Catherine A. Wood 59:59
Beauty Fall? Well as we as we wrap up today, Pervez, what do you think has made the biggest difference for you? In? I know, you said you don’t identify as an empath. So we’ll say in being in really allowing your heart to lead.
Parvez Khan 1:00:23
I go back to flow, and go back to flow, ease and flow and flowing in this world. Where we’re taught that we have to make things work, we have to work hard, and we have to make a living for ourselves. And we have to make make the rent to make the mortgage payment, we have to make enough money for groceries, and then, you know, it’s making enough money to put a ring on it one day, and then you had to make enough money to have a big wedding and you didn’t, and you had to make enough money to have a big house. And it’s got to have 2.5 children. And all this cost money, money, money, money, money, money, and what if we could just flow in it? What if it wasn’t so hard? What if we existed in this world, and we were flowing, not, not in this pollyannish way where we don’t respect the time and space of reality, we exist in time we exist in space. It’s where we recognize just how illusory the time and space is. And when we are the full expression of ourselves and we are flowing, that we are more than enough in the moment. Mm.
Catherine A. Wood 1:01:34
Hear hear. I mean, this has been such an honor having you on the podcast and so really delighted to share you with my audience and, and thank you for today. It has been for being you.
Parvez Khan 1:01:48
It has been my honor. Thank you, Ken.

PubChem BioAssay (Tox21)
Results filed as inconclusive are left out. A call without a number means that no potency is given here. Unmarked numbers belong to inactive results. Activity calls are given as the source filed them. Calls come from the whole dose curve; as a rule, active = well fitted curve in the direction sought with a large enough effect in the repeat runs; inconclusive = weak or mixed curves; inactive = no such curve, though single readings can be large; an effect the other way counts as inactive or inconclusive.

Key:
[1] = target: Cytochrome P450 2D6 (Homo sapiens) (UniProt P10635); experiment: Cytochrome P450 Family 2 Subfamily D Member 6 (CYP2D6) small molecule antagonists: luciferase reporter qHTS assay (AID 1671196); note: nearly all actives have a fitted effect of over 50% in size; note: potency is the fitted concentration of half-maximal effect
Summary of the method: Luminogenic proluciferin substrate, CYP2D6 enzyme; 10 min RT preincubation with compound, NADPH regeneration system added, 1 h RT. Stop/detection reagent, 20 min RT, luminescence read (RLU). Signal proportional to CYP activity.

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Exploring Sensitive Leadership with Nina Khoo
On this week’s episode of the Prosperous Empath®, we’ll explore how to effectively lead as a Highly Sensitive Person (HSP), mitigate challenges, and work with your strengths. I’m thrilled to sit down with Nina Khoo, a Sensitive Leadership Coach and a Master NLP Coach who helps HSPs understand and embrace their unique wiring so they can become confident and empathetic leaders. It’s common for Highly Sensitive People to believe that they’re not capable of effective leadership and struggle with overwhelm, perfectionism, and second-guessing. Nina and I uncover how our greatest strengths can sometimes be the traits we feel most self-conscious about and pose a central question: How does a Highly Sensitive Person protect their gifts as a leader? As an empath and an HSP, your brain is physiologically wired to take more information in and process it more deeply, which can be an incredibly powerful leadership skill. Yet, it can also lead to overwhelm and self-criticism. Through our conversation, you’ll learn how to approach leadership in a more sensitive, empathetic, and compassionate way so you can own your gifts and make a bigger difference in the world